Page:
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Title: Non-target impacts of introduced parasitoids and validation of probabilistic risk assessment for biological control introductions 
Author: Kaufman, Leyla Valdivia
Date: 2008
Description: Thesis (Ph.D.)--University of Hawaii at Manoa, 2008. By comparing the use of single point estimates versus probability distributions in quantitative risk assessment modelling, it was demonstrated that the use of point estimates can hide important variability and significantly impact the estimates of risk. It was also demonstrated that, at least in this study system, the use of apparent mortality significantly increased the estimate of risk compared to the use of marginal attack rate. Field surveys and partial life table studies were conducted to assess apparent mortality and marginal attack rate, respectively. Field surveys of larvae were conducted at eight different sites throughout the Hawaiian Islands, parasitism rates by individual parasitoid species varied significantly among study sites of varying ecological conditions. Adventive parasitoids rather than purposely introduced ones were responsible for the majority of U. stellata apparent mortality. Results from the life table studies showed that predation) was the major larval mortality factor at all study sites and that parasitism contributed minimally to total mortality. The two purposely introduced parasitoids were present at high altitude, in relatively undisturbed sites. Multivariate analyses were used to detect patterns in species assemblage among sites. Udea stellata density, elevation, and level of habitat disturbance significantly explained variability in the parasitoid assemblage among sites. Most species increased in abundance with higher densities of U. stellata and some were restricted to less disturbed sites. This dissertation addressed non-target parasitism of the endemic Hawaiian moth Udea stellata (Butler) and validated a probabilistic risk assessment approach for biological control introductions. Udea stellata is distributed across a wide gradient of environmental conditions, which allowed an assessment of non-target effects under a range of ecological conditions. Seven parasitoid species were associated with U. stellata larvae. Trathala flavoorbitalis, Casinaria infesta and Triclistus nr. aitkeni are of adventive origin; Cotesia marginiventris and Meteorus laphygmae were purposely introduced to Hawaii; and Diadegma blackburni and Pristomerus hawaiiensis are of unknown origin. Includes bibliographical references (leaves 186-208). Also available by subscription via World Wide Web 208 leaves, bound 29 cm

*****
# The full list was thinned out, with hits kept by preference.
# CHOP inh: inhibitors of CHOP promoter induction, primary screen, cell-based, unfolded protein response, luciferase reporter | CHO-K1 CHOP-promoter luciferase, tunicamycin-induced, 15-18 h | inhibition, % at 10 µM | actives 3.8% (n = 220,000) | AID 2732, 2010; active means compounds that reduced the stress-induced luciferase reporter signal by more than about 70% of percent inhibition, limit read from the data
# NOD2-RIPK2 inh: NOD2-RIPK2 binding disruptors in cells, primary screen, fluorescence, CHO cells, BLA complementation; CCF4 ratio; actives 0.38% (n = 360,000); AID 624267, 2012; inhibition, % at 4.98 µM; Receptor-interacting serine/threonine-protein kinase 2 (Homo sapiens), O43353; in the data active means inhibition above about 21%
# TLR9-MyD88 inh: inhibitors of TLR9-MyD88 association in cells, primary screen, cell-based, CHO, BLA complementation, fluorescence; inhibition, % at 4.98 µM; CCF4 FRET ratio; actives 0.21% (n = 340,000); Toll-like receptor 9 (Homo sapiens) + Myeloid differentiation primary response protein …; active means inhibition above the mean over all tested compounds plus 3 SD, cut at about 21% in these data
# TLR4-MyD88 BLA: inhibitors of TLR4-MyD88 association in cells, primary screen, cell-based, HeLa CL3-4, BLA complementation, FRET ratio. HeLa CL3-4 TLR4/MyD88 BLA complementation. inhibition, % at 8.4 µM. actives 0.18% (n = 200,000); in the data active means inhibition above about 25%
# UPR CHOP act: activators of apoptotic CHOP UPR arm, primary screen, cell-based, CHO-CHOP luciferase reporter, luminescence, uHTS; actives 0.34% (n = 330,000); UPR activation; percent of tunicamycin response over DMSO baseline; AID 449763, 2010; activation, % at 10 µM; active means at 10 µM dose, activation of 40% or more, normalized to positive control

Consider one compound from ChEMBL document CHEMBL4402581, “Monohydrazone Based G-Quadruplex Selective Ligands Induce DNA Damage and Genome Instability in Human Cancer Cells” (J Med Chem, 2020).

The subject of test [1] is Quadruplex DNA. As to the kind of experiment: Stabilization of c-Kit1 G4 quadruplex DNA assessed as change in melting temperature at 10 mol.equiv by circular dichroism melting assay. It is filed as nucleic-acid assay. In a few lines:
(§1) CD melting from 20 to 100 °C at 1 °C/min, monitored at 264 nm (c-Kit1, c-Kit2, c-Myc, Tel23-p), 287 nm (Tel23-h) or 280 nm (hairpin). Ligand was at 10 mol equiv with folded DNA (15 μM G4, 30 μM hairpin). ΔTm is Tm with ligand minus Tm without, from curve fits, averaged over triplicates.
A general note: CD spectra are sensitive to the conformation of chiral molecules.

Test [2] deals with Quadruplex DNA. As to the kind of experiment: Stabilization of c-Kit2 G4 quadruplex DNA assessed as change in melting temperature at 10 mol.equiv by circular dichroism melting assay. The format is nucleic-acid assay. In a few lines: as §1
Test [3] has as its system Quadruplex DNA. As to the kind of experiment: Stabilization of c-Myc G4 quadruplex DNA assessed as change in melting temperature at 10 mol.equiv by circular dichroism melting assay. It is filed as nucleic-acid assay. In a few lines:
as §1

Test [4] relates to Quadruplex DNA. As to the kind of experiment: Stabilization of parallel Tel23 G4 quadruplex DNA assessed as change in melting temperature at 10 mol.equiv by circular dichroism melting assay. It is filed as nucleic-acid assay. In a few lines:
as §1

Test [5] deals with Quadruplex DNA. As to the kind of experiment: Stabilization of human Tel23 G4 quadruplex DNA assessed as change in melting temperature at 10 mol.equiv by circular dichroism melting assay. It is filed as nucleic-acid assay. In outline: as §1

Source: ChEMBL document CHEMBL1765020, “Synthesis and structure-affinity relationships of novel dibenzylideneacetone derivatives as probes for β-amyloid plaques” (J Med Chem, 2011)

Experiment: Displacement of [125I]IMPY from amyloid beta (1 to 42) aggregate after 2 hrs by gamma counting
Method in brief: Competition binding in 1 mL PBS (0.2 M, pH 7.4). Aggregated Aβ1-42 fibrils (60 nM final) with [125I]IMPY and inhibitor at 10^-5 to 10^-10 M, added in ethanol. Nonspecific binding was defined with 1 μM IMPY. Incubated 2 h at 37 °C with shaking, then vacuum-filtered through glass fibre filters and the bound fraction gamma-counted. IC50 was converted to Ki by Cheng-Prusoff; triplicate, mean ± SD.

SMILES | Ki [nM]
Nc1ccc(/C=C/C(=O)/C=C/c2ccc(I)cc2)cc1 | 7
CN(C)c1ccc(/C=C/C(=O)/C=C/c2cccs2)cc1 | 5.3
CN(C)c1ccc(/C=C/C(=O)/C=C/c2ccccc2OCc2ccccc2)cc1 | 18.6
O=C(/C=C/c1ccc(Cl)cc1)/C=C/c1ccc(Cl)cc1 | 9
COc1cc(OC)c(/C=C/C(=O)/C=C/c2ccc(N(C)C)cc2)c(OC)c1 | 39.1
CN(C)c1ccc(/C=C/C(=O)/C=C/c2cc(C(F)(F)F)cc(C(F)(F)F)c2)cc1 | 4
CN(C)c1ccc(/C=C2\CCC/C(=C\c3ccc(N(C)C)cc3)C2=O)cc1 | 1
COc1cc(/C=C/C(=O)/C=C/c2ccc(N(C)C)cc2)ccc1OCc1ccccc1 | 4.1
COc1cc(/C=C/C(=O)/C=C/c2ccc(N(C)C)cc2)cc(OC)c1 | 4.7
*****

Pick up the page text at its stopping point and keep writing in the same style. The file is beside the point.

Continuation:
ISBN: 9780549596844
Rights: All UHM dissertations and theses are protected by copyright. They may be viewed from this source for any purpose, but reproduction or distribution in any format is prohibited without written permission from the copyright owner.

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